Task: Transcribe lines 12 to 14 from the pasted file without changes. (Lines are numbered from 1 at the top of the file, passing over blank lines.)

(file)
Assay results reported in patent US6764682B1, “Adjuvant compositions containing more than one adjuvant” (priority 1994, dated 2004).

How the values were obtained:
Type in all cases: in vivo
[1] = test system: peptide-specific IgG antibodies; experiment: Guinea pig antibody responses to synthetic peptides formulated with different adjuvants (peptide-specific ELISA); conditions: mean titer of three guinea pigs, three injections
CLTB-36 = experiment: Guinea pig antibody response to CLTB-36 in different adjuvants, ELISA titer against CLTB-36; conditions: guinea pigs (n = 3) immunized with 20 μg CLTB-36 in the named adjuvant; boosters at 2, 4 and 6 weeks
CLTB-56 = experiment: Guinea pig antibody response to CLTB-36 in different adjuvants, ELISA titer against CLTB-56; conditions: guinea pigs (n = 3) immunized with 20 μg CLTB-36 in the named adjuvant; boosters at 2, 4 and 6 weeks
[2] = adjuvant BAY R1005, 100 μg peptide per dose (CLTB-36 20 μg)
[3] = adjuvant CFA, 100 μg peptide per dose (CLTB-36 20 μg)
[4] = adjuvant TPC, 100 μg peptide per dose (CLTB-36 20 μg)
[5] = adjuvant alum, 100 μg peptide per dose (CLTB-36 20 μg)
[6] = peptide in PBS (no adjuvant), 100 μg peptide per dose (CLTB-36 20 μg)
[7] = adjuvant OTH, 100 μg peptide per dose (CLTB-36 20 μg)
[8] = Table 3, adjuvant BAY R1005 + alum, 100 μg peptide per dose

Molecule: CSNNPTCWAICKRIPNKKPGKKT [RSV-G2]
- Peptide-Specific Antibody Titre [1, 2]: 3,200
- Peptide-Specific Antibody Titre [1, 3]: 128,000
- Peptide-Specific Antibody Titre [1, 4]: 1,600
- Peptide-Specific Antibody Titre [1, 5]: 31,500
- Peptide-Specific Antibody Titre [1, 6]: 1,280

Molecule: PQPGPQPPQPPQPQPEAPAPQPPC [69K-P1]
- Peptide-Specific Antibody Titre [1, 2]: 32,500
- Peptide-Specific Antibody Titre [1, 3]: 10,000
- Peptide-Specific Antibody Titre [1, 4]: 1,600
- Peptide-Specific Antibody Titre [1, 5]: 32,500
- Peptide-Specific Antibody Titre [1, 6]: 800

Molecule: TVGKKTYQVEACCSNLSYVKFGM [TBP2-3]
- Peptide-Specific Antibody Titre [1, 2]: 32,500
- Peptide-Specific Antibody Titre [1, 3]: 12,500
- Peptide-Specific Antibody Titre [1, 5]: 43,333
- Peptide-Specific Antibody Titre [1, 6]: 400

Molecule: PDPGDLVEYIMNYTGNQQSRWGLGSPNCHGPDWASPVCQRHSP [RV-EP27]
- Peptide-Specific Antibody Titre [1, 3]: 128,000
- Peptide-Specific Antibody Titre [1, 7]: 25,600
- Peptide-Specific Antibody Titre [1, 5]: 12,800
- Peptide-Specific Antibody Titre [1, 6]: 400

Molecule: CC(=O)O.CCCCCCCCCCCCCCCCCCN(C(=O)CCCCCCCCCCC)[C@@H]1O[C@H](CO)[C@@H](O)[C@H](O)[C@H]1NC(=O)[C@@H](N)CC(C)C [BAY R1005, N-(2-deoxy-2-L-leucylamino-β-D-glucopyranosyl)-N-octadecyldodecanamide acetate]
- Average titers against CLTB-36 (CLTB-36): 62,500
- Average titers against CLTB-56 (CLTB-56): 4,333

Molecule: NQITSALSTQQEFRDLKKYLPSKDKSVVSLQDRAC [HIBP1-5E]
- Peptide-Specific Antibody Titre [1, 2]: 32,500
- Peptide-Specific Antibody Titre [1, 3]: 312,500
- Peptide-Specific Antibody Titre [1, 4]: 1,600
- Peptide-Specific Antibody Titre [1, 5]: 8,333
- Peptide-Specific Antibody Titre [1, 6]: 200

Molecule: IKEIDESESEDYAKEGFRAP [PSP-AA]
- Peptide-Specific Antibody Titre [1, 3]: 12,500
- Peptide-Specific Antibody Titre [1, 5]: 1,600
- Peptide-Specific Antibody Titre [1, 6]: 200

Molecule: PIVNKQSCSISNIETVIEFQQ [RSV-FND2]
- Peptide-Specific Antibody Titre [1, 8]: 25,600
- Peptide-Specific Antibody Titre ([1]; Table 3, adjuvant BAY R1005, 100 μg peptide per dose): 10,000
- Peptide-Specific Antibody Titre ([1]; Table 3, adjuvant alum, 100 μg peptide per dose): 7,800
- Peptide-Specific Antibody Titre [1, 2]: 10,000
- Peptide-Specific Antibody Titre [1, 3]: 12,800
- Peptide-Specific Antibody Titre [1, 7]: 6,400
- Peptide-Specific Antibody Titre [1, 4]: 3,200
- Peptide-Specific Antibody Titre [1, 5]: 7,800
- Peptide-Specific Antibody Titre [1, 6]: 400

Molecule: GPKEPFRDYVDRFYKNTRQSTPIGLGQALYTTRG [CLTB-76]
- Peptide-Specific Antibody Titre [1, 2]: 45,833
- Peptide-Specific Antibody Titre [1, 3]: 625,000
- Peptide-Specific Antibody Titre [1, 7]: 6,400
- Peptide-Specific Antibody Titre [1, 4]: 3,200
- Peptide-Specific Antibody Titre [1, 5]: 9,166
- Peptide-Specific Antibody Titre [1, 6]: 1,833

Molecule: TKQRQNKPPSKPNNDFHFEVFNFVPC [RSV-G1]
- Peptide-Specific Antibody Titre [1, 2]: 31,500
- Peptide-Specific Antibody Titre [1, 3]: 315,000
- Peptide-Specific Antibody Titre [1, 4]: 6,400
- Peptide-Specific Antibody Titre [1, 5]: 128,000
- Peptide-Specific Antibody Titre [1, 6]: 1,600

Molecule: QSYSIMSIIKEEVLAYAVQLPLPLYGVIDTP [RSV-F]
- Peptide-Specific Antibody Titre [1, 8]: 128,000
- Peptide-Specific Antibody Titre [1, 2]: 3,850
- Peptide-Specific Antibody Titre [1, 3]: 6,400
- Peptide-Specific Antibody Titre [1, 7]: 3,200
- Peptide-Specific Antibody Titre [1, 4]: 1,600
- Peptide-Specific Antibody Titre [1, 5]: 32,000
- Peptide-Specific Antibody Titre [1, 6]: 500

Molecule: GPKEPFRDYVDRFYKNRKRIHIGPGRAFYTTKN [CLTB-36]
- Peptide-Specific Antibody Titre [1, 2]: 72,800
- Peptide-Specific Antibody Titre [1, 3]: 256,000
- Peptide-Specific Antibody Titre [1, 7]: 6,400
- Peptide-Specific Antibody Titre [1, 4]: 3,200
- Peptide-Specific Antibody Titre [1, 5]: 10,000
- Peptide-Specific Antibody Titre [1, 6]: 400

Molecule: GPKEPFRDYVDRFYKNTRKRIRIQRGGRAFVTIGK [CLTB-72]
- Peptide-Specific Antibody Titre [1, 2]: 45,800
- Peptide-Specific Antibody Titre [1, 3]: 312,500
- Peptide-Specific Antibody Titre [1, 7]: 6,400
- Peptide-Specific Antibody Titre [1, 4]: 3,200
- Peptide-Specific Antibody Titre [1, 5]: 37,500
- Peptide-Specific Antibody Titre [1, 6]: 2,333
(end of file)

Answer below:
[7] = adjuvant OTH, 100 μg peptide per dose (CLTB-36 20 μg)
[8] = Table 3, adjuvant BAY R1005 + alum, 100 μg peptide per dose

Molecule: CSNNPTCWAICKRIPNKKPGKKT [RSV-G2]